On Oct. 24, tens of thousands of people will be in the streets and on mountains, rivers and glaciers around the world demanding action to reduce CO2 emissions.
What started out a couple of years ago as a idea promoted by author/climate-change activist Bill McKibben and a few students at Vermont’s Middlebury College has morphed into the biggest environmental, and possibly the most extensive worldwide protest, ever.
On Oct. 24, tens of thousands of people will be in the streets and on mountains, rivers and glaciers around the world demanding action to reduce CO2 emissions to 350 parts per million (ppm).
With just five days to go, 3,422 events are planned or under way in 160 nations on every continent, including Antarctica. More are coming online daily at 350.org, a small (seven staffers) organization based in Berkeley, Calif., that is coordinating the international day of action.
Organizers of the event are targeting the United Nations Climate Change conference in Copenhagen, Denmark, in December. They hope the international day of action will apply pressure on the assembled heads of state and governments to reduce global greenhouse gas CO2 emissions to below 350 ppm, the number that scientists say is the safe upper limit for carbon dioxide in the atmosphere. READ MORE:
Franken drove home the point that medical bankruptcies are unheard of in countries with viable heath care systems.
The 287(g) program gives local law enforcement authority to enforce federal immigration laws, which has led to accusations of racial profiling.
AMY GOODMAN: The immigration debate is heating up on Capitol Hill, and the Department of Homeland Security said Friday it plans to enter into new agreements with sixty-seven state and local law enforcement agencies. These agreements expand the existing 287(g) program, which delegates some federal immigration enforcement authority to certain state and local agencies. The announcement comes shortly after DHS released a report on immigrant detention noting the vast majority of those detained under the 287(g) agreements were never charged with a criminal offense. The 287(g) program has come under intense criticism in recent months from over 500 organizations, including the ACLU, the Congressional Hispanic Caucus, calling on the government to end the program. Many of the agencies involved have been accused of racial profiling, and the Maricopa County Sheriff, Joe Arpaio in Phoenix, Arizona, is being investigated by the Justice Department.
On Friday the Immigration and Customs Enforcement agency, known as ICE, said it would go forward with a new jails agreement with Sheriff Arpaio but remove his field authority to enforce federal immigration laws on the street. Well, that didn’t stop the Sheriff, and he conducted his twelfth so-called immigration sweep Friday, arresting some sixty people. The Sheriff defended his stance on Fox’s Glenn Beck Show earlier last week. READ MORE:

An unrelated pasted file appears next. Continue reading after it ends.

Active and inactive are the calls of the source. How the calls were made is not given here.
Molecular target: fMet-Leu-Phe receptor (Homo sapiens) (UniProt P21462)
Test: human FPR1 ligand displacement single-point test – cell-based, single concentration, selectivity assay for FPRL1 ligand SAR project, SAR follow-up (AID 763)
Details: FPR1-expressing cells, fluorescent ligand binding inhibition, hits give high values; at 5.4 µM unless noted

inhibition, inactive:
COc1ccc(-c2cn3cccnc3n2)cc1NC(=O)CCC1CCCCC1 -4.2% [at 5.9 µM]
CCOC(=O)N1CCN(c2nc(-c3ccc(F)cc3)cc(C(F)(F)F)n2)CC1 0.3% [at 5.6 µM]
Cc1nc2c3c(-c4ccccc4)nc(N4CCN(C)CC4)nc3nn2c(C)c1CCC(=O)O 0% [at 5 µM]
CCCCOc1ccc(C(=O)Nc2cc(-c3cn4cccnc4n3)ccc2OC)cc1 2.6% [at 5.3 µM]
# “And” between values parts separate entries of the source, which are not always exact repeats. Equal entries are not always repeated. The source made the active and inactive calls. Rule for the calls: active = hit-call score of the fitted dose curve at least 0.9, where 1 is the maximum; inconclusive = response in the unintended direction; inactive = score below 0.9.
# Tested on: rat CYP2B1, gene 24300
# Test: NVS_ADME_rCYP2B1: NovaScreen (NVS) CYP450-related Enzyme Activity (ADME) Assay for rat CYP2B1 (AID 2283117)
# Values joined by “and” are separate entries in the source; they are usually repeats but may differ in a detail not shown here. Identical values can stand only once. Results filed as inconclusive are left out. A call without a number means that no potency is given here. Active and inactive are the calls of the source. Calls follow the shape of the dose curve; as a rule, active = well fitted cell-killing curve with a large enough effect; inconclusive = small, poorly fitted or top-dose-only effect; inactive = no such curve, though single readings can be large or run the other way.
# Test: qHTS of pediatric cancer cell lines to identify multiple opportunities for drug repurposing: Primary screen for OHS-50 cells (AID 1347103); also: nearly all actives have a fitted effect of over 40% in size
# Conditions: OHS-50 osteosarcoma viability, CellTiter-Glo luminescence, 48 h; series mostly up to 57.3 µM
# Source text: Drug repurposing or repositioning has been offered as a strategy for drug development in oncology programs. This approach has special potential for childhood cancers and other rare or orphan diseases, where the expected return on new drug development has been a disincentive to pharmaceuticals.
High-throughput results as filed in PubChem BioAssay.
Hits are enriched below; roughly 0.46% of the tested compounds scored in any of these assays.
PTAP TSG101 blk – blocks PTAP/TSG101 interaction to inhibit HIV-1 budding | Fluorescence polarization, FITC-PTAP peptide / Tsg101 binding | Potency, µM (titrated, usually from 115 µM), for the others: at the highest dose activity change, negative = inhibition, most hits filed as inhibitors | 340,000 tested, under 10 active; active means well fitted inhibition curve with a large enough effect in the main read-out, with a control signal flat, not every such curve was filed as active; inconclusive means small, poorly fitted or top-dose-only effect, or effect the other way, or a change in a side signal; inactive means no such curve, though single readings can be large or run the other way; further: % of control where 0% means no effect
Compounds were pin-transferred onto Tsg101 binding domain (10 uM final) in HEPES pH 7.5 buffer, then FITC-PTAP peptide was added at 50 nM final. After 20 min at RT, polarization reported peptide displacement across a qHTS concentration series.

Protections for consumers and Wall Street’s skullduggery are at stake in an obscure series of hearings going on in Congress right now.
Early in the morning, outside the House Financial Services Committee hearing room in the Rayburn office building last week, there were scruffy ex-homeless and other low-income folks, wearing their dreadlocks or sloppy jeans, mixed in with the pinstriped reps for the financial industry.
They all seemed to be lining up to see what $223 million in financial lobbying in the first six months of this year could buy in thwarting real reform on Capitol Hill. And they were hoping to get the few dozen of the public seats available inside the room, for a critical 10 a.m. hearing marking up a bill that was supposed to regulate the now-private market in complex “derivatives.”
Those derivatives are nominally worth at least $450 trillion worldwide, with $555 billion in credit at risk in the U.S. banking industry. (Derivatives are forms of insurance or bets on underlying assets, such as now-toxic subprime mortgages, supposedly designed to manage risk.) No wonder Warren Buffett called them “financial weapons of mass destruction.” READ MORE:
If we could get one of the banking lobbyists to float a duct-taped flying saucer balloon, Wolf Blitzer might cover the real hoax.
Who are these people? I am not referring to the pathetic parents of “Balloon Boy,” whose fake drama I have been unable to escape while on the treadmill this week, thanks to my gym’s insistence on tuning its flat-screen TVs to Wolf Blitzer’s nonstop self-parody.
The Colorado incident was significant only in the tawdriness of those who perpetrated the made-for-TV scam and their allies in the mindless media who covered this sham “reality” so relentlessly. But even so, it was enough to push aside most consideration of the true hoax reported last week with far less fervor: the obscene rewards that Wall Street bankers bestowed upon themselves for ripping off our economy.
The people I want to know more about are the superrich who expect to be rewarded for their failures, like the folks at Goldman Sachs who will receive $16.71 billion in bonuses—an average of $530,000 per employee—this year after their company did as much as any to bring the world economy to the brink of disaster.
“The Guys from Government Sachs” is what The New York Times once called them in recognition of their chokehold on the federal government. Their power is marked by the two treasury secretaries who led the fight to legally enable and then reward Wall Street for its obscene excesses. Why wasn’t there a CNN stakeout at the homes of former Goldman-execs-turned-treasury-chiefs Robert Rubin and Henry Paulson aimed at finding out how they feel about the almost $7 billion profit that Goldman Sachs made in the last two quarters in the wake of the government’s bailout of the firm?
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